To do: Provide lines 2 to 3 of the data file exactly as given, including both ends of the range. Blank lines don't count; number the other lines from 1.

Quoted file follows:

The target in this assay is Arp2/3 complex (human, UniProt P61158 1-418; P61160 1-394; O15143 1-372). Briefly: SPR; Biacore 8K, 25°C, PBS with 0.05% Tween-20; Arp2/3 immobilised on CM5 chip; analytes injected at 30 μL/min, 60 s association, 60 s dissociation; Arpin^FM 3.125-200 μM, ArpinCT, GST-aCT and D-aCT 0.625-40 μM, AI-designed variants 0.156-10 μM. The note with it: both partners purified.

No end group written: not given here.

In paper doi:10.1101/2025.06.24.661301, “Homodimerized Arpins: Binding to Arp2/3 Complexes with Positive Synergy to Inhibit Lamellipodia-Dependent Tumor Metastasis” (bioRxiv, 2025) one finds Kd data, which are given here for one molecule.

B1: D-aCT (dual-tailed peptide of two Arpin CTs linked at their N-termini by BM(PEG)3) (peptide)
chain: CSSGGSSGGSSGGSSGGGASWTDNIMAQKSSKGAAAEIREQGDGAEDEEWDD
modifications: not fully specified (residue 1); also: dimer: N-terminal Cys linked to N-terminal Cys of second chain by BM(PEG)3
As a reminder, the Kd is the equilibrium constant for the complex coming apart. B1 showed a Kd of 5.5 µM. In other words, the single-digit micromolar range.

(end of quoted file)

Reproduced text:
No end group written: not given here.

In paper doi:10.1101/2025.06.24.661301, “Homodimerized Arpins: Binding to Arp2/3 Complexes with Positive Synergy to Inhibit Lamellipodia-Dependent Tumor Metastasis” (bioRxiv, 2025) one finds Kd data, which are given here for one molecule.